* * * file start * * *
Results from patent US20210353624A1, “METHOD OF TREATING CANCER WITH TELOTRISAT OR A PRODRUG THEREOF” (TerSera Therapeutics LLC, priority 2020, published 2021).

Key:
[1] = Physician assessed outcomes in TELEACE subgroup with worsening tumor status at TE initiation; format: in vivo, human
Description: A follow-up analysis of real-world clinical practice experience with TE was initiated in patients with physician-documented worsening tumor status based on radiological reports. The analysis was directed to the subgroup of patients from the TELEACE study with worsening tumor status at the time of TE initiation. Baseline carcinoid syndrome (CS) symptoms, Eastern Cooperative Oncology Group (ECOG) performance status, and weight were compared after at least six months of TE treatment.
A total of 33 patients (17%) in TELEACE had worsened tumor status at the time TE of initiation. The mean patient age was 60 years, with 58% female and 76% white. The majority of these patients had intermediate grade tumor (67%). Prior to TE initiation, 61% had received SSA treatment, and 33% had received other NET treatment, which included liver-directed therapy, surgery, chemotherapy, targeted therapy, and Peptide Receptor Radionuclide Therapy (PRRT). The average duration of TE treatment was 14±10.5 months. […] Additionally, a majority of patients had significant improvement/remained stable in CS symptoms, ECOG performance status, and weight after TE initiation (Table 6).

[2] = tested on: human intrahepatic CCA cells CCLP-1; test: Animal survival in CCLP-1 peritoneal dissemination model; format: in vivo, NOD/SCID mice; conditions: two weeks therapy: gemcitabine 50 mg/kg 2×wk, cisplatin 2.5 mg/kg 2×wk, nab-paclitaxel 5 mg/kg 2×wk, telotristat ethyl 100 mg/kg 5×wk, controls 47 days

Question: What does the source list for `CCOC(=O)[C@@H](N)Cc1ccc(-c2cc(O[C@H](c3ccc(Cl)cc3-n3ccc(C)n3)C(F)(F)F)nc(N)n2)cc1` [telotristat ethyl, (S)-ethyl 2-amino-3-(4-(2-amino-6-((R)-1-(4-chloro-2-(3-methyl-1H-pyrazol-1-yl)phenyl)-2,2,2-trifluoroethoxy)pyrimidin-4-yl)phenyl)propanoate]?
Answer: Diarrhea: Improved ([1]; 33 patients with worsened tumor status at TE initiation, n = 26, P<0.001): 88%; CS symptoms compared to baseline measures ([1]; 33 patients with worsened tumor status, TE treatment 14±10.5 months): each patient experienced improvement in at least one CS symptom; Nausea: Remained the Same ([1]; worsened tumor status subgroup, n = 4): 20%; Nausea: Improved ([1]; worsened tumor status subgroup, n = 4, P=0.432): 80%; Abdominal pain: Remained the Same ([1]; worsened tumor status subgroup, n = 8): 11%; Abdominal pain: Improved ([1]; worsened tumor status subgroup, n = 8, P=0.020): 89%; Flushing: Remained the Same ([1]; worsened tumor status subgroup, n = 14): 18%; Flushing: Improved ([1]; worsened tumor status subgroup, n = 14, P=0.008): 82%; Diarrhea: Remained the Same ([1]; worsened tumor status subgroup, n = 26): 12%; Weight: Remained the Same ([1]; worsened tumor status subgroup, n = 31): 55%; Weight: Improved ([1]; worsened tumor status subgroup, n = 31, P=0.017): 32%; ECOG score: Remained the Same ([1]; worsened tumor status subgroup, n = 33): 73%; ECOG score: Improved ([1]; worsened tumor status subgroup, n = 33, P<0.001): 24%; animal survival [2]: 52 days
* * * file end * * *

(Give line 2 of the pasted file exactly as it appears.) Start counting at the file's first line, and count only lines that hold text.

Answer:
Key: